Sadly, in the same breath, Lynch’s perfectly reasonable rebuttal to the accusations leveled again his company’s technology were nullified as he resorted to the same paranoid rhetoric that we’ve heard from Adobe many times before. Lynch declared that he felt that a negative campaign had been launched by Apple for some sinister end–a campaign against Flash that could result in a decade’s worth of content being rendered unviewable on the majority of Apple’s mobile devices.

We feel that it’s worth pointing out that vinyl records and reel-to-reel tapes don’t play on Apple’s mobile gear either. This doesn’t mean there was an Apple-fronted conspiracy against these formats. It just means that technology has marched forward leaving these once-loved, popular technologies behind. It happens.

It’s happening to Flash as we speak.


Follow this article’s author, Seamus Bellamy on Twitter



MacBook Air Battery Life Drops Two Hours with Adobe Flash in Use

MacBook Air

Is it possible that Apple knew what it was doing when it excluded Adobe Flash from being preinstalled in the latest MacBook Air models? A new report claims that the controversial Flash technology can kill battery life on the slim new laptops by as much as two hours.

AppleInsider is reporting that leaving Adobe Flash off of your new MacBook Air can extend the battery life by as much as two hours. According to Ars Technica, one of the new models can happily surf the web via Safari for a full six hours without Adobe Flash installed — but once the same sites are visited with Flash active, the battery life drops by a full third, to only four hours.

“Flash-based ads kept the CPU running far more than seemed necessary,” wrote Chris Foreman after conducting the tests for Ars Technica. AppleInsider notes that without Flash installed, websites generally display static ads where the Flash content should be, “erasing the need for constant processing power demanded by the Flash plug-in’s rendering engine.”

The results likely come as no surprise to Apple CEO Steve Jobs, who has remained adamant about keeping Adobe Flash technology off of the company’s iOS devices, citing security issues as well as performance and most importantly, battery life.

Apple wasn’t the first to unbundle Adobe Flash from their computers — Microsoft made that move with the launch of Windows Vista in 2007, although AppleInsider notes this “was likely due to the company’s efforts to push its rival Silverlight plug-in.”

As a result, the audience for Flash-based content has dwindled, a particularly disturbing trend for publisher Adobe since Apple is selling far more iOS devices than they are Macs. Currently, the only way to play Flash content on an iOS device is through a third-party app such as Skyfire, which uses its own servers to convert Flash on the fly to HTML5 using Mobile Safari — but that method precludes interactive uses for Flash such as games.

Follow this article’s author, J.R. Bookwalter on Twitter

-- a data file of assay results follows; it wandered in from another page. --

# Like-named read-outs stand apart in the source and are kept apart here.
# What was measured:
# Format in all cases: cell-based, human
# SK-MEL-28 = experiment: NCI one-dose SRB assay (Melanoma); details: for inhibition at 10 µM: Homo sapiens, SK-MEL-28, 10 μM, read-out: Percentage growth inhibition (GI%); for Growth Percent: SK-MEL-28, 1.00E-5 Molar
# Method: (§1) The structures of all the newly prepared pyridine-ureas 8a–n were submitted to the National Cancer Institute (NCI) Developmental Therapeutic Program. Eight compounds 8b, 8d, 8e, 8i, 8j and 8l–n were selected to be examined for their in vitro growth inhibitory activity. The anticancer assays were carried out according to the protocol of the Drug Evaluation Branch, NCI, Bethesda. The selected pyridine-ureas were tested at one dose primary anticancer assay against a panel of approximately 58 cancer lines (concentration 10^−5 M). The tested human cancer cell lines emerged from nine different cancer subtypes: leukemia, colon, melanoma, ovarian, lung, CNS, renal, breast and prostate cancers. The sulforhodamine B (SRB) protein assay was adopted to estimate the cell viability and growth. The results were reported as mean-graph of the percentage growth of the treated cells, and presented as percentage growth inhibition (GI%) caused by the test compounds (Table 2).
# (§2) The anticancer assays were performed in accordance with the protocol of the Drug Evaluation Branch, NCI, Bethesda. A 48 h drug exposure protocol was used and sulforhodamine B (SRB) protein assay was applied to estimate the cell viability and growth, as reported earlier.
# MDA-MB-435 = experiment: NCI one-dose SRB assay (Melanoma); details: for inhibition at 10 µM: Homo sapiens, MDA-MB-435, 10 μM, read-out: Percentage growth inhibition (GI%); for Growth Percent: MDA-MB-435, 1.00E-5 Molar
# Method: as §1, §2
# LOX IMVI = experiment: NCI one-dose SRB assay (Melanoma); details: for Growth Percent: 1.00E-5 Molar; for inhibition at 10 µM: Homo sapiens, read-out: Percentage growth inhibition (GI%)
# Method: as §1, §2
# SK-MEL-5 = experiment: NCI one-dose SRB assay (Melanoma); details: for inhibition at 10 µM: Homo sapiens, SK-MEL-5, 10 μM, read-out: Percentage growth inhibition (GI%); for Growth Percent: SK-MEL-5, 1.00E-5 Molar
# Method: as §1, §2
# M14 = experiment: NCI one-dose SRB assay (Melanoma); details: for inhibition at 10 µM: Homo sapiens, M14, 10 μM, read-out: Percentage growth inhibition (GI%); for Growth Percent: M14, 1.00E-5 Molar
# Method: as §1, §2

Adobe Unveils Digital Publishing Solution

With traditional print publishing suffering the slings and arrows of internet-aided content delivery these past few years, magazine, book and newspaper publishers have been struggling to find an efficient, cost-effective method to transfer their wares into the digital realm. In answer to the publishing industry’s frantic calls for help, Adobe has announced their latest offering: The Adobe Digital Publishing Solution. It’s a solution which Adobe hopes will not only revolutionize how publishers create and deliver their content, but also how that content is consumed.

According to Adobe:

The Adobe Digital Publishing Solution consists of digital publishing applications, software technologies, and service solutions that allow publishers to cost-effectively author, produce, and distribute groundbreaking content to the broadest possible audience on a wide variety of digital devices. With this solution, Adobe is helping publishers and advertisers revolutionize how they create and deliver digital content, and how their audiences consume it.

That’s fancy advertising talk that, when translated, means that through the use of Adobe’s industry-standard Creative Suite applications, a web-based client and a number of digital distribution points such as the iTunes App Store or Google Market, publishers can produce print, internet and application-based versions of their magazines, books or newspapers for a minimal cost. Publishers can expect to pay 9 per month for the privileged of using Adobe’s solution, as well as a premium of 20-30 cents on every copy of a publication sold. That’s a pretty reasonable price point, when it comes right down to it. For those of you interested in taking a peek at what readers can expect to see insofar as format and user interface are concerned, you needed look any further than Wired Magazine, which is currently available for download from the iTunes App Store.